Learn VR Browser Game Development
You want to know how to start with WebVR/WebXR Device API development?
Building VR browser games is not hard, but very rewarding. Especially (but not only) if you already know a programming language. Follow this guide to get an idea of where to find resources and avoid the most common pitfalls.
This page is meant to give you a head start in understanding how to build your own VR browser games. As we don’t know your level of experience, feel free to skip chapters which are already clear to you. Let’s start off with the very basics.
Building a VR game for the browser is very similar to building any 3D game for the browser. With the right tools, it can be like building a website, though!
Efficiently displaying 3D graphics in a browser is done via WebGL (“Web Graphics Library”). It does that by allowing the use of the GPU from within the browser. You probably do not have to worry about it or how to use it, though. Instead you will likely use a framework which will use WebGL without you having to.
When chosing how to make your VR browser game, look out for WebXR support rather than WebVR support, as your game may not be playable in the near future, if it only supports WebVR!
Because VR in the browser is still experimental, not all browsers support it yet. We recommend using Mozilla Firefox with Oculus Rift or Steam VR, Google Chrome on Android for Daydream and Oculus Browser for Samsung GearVR and Oculus GO.
To learn more about when to expect browser support for WebXR Device API, check out this video:
Engines on top of that offer toolsets that may not even require you to write a single line of code, but are a little less flexible and less tailored to your specific game. That can make the resulting game bigger (because it contains unnecessary stuff), which means your game will take longer to load.
It is possible to build your game in an engine without using web technologies and finally export them to the web. Underneath, these engines often utilize compilation to WebAssembly via Emscripten for example, which—if you’re super hard-core and know C or C++—can also use directly to build your VR browser game.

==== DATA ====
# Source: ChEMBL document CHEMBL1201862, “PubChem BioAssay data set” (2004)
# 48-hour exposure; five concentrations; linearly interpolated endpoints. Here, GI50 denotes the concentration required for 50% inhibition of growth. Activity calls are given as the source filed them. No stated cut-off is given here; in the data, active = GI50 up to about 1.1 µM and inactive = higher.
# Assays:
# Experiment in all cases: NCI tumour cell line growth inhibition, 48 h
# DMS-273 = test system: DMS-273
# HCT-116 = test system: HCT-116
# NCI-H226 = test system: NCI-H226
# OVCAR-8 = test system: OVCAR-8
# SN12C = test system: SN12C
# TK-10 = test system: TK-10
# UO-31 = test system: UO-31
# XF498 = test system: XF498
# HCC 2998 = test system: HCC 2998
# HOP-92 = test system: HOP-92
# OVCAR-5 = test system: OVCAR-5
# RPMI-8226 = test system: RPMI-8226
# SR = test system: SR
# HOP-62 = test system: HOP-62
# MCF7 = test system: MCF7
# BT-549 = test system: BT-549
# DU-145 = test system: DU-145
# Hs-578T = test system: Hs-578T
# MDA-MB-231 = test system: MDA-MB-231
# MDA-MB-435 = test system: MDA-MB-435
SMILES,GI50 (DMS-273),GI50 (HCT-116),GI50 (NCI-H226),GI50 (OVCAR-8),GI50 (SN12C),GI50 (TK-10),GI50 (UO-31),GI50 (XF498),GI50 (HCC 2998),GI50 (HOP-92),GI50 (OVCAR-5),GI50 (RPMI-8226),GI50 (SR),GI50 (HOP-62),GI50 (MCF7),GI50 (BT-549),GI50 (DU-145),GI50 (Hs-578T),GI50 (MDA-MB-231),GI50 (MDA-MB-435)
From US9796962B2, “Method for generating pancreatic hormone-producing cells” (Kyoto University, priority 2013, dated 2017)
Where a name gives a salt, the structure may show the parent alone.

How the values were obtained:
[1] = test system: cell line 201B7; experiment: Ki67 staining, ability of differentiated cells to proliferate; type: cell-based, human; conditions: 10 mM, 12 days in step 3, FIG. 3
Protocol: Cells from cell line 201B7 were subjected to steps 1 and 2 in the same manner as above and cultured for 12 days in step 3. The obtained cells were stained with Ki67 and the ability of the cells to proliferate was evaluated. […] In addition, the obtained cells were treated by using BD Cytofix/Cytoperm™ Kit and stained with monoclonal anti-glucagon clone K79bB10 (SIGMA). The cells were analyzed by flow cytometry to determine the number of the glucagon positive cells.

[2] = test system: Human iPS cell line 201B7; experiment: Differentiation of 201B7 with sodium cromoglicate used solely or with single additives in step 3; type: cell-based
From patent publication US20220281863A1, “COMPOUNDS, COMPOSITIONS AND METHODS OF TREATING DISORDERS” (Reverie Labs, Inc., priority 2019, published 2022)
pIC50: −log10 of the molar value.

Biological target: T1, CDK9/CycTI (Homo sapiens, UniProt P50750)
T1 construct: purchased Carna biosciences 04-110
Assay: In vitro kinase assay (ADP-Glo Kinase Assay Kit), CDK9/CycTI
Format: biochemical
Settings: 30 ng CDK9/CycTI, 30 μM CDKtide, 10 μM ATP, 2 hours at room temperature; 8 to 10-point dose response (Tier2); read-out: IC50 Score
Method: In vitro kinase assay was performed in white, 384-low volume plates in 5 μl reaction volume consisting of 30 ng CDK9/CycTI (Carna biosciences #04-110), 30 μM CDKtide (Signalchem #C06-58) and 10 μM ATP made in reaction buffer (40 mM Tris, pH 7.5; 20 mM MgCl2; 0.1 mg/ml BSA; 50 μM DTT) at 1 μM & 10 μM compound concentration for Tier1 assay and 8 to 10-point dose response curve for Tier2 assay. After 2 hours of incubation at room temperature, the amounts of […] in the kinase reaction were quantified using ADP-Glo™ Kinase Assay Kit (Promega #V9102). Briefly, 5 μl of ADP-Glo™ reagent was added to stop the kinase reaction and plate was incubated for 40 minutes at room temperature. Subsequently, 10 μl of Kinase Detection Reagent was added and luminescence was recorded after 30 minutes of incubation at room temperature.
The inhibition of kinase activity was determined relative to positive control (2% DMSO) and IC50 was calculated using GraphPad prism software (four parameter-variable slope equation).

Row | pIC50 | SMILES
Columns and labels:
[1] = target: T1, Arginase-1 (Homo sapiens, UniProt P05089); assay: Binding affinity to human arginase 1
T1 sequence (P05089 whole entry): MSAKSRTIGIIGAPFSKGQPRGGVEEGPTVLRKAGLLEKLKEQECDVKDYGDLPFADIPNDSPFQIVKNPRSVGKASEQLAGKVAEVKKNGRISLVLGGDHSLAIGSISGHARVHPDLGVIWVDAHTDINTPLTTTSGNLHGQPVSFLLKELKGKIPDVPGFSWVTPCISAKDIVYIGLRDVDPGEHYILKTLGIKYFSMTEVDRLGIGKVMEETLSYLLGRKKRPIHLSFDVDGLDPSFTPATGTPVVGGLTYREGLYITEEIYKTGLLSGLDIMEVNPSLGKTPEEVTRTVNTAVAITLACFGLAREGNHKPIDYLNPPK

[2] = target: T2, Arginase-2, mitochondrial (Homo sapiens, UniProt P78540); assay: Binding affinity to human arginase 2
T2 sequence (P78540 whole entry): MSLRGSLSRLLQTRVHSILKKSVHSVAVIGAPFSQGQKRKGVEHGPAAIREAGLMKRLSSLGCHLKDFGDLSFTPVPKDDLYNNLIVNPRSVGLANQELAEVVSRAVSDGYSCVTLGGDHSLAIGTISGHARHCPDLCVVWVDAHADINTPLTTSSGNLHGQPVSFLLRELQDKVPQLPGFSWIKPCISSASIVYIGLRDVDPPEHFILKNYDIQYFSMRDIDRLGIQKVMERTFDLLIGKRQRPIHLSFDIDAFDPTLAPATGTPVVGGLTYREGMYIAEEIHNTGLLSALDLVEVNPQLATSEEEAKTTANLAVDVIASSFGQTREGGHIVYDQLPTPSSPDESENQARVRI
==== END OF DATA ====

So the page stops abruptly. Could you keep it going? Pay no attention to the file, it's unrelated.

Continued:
The following table shows a list of frameworks and engines:
- For WebXR Device API support please contact us.
As this engine is not optimized for the web, you will end up with pretty large game sizes, which causes longer download times.
A framework that wraps WebGL and is super flexible, but a little lower level than frameworks like A-Frame (which is based on three.js).
They have quite a few WebVR examples.
A framework for C++ that supports cross compilation to WebAssembly via Emscripten. Very low level but can yield higher performance and smaller game-sizes if done correctly. It is fully documented and well tested, making it highly reliable.
Check out their WebVR example.
A full engine written specifically for the web. Learn how to set up WebXR here.
Disclaimer: We have no own experience with babylon.js yet!
VR browser games need to target a wide range of devices: desktop, standalone VR headeset and smartphones. It is essential to optimize properly for the lowest performing devices you plan to support.
There are a couple of tools that will help you do so:
Improve and compress glTF scenes.
Website: GitHub repository
More optimization stages for this tool can be found in the gltf-pipeline-stages GitHub repository.